Bonior Elected To Succeed Gray As House Democratic Whip
WASHINGTON (AP) _ House Democrats on Thursday elected David Bonior, a Michigan liberal who opposes abortion, to become the new House majority whip.
Bonior defeated Rep. Steny Hoyer, D-Md., 160-109, in a secret ballot of House Democrats. Bonior, the 46-year-old chief deputy whip, will succeed Rep. William H. Gray III, D-Pa., who is retiring from Congress in September to become head of the United Negro College Fund.
Immediately after the vote, Bonior said that as the No. 3 House Democrat he would push an agenda of ″rebuilding America for working families.″
The Republican White House ″stands by year after year while jobs are shipped overseas″ and its only response to the economic recession is to say ″it’s no big deal,″ he said.
″It’s time that we started to take care of our own,″ he said, and that means tax relief for the middle class and more accessible health care.
Hoyer had hoped Bonior’s anti-abortion position would prove a handicap in the race, since most House Democrats support abortion rights. But it never happened.
″It’s a very important issue for my colleagues,″ said Bonior, and he promised as whip not to impede them as they express their views. But, he said, ″I will reserve for myself the ability to vote my conscience.″
While the job of whip is a natural stepping stone toward the speakership, the day-to-day duties can be drudgery - polling members and pressuring them to follow the party line. Lawmakers said their votes were based more on personal style and contacts than on policy.
Bonior, in his eighth term, has a reputation as a quiet, serious lawmaker who shows deep commitment to causes. Hoyer, by contrast, has a more smooth and polished style that attracted some lawmakers concerned about their party’s appearance in the television age.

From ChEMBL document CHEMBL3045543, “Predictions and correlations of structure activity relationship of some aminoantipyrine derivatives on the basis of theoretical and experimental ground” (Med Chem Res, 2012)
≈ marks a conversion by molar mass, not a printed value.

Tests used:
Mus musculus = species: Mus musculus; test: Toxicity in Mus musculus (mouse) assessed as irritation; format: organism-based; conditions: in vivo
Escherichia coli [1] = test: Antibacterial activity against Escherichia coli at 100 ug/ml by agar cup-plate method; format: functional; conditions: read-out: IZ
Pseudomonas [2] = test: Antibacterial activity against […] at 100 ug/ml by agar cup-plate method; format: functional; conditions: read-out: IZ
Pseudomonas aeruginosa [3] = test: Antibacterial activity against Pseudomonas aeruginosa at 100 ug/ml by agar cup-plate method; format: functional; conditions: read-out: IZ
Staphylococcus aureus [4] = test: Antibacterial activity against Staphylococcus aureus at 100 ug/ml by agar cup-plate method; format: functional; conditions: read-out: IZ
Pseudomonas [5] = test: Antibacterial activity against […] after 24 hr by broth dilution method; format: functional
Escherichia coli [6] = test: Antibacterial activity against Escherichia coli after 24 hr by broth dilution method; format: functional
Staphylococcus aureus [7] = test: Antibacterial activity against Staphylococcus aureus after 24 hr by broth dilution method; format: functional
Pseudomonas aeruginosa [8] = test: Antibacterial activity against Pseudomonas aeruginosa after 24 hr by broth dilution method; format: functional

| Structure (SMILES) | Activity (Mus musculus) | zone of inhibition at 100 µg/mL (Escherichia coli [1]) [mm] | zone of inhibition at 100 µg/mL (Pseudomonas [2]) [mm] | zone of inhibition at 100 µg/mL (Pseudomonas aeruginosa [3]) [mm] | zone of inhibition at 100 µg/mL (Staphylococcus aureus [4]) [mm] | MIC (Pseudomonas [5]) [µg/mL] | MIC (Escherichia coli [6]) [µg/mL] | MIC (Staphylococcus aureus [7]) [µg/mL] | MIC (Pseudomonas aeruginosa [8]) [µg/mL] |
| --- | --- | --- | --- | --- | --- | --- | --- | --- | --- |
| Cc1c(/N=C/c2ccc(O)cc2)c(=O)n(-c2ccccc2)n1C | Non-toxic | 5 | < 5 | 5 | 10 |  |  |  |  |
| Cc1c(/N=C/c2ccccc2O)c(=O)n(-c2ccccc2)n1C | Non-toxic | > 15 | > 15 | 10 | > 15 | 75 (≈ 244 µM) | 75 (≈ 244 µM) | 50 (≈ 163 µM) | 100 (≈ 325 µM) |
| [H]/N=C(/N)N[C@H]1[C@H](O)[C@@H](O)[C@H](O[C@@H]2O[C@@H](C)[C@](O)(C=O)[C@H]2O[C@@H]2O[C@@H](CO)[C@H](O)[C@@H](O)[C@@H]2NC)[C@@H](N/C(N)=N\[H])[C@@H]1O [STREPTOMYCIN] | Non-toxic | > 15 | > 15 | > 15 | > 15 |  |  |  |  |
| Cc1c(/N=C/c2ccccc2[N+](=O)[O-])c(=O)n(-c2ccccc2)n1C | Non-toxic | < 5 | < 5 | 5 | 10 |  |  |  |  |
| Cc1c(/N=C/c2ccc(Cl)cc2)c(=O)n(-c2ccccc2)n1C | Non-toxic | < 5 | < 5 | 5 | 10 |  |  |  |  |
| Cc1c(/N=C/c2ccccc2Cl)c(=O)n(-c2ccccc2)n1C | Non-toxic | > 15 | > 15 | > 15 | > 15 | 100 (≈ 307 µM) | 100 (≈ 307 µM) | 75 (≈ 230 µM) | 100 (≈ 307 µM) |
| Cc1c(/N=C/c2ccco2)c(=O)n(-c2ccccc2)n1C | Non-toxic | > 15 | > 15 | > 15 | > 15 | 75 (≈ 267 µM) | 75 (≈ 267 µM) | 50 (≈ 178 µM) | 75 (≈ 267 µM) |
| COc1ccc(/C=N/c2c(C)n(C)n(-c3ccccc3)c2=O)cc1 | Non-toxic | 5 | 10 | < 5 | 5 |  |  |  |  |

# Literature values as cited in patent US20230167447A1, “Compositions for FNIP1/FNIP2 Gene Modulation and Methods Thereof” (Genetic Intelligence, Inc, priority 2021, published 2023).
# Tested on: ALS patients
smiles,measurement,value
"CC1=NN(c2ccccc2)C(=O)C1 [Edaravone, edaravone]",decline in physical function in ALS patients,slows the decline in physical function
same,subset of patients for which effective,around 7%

With the departure of Gray, who is black, and the rise of Bonior, the top House Democratic leadership will be made up entirely of liberal, white, northern men. Bonior promised he would push to create new positions to bring other party groups to the table.
″I think we need to broaden our ranks to represent more diverse groups in our caucus,″ he said after the vote.
Speaker Thomas S. Foley, D-Wash., said he was listening and expected a decision would be reached by the time Congress leaves for its August recess. One proposal is to take Bonior’s old job and divide it into three new positions.
One of the keys to Bonior’s victory was the avid support of several powerful committee chairmen. But Foley and House Majority Leader Richard Gephardt, D-Mo., declined to take sides in the Bonior-Hoyer battle.
″I’ll carry my choice to the grave,″ Foley said. ″We have a strong bench,″ Gephardt added.
Hoyer, who keeps his post as chairman of the House Democratic Caucus, made clear he’ll be looking for another advancement opportunity in the future.
Two years ago, Bonior lost to Gray in the whip’s race. ″The Bonior precedent is clear in my mind,″ Hoyer said.
And Hoyer wasn’t the only one looking at future opportunities.
With the whip’s race out of the way, lawmakers began speculating privately on whether Gephardt will decide to run for president and vacate the majority leader’s post. Reps. George Miller and Vic Fazio, both of California, were said to be testing the waters, just in case.
Fazio played down the idea.
″When I ruled out running for whip, I was counting on the fact there would be other days and other opportunities,″ said Fazio. ″But at this point, I don’t anticipate nor do I have any indication Dick Gephardt will be leaving.″
Gephardt has said repeatedly he is not planning to run. But he has not ruled it out and, given the paucity of other candidates, speculation has increased that he will take the plunge. Several lawmakers said Gephardt plans to decide by the end of the summer.
For Bonior, the whip’s race seemed to show the skills necessary for his new role. His pre-vote estimate of how many votes he’d get was right on the money.
″Our vote was good,″ he said. ″That’s part of my job.″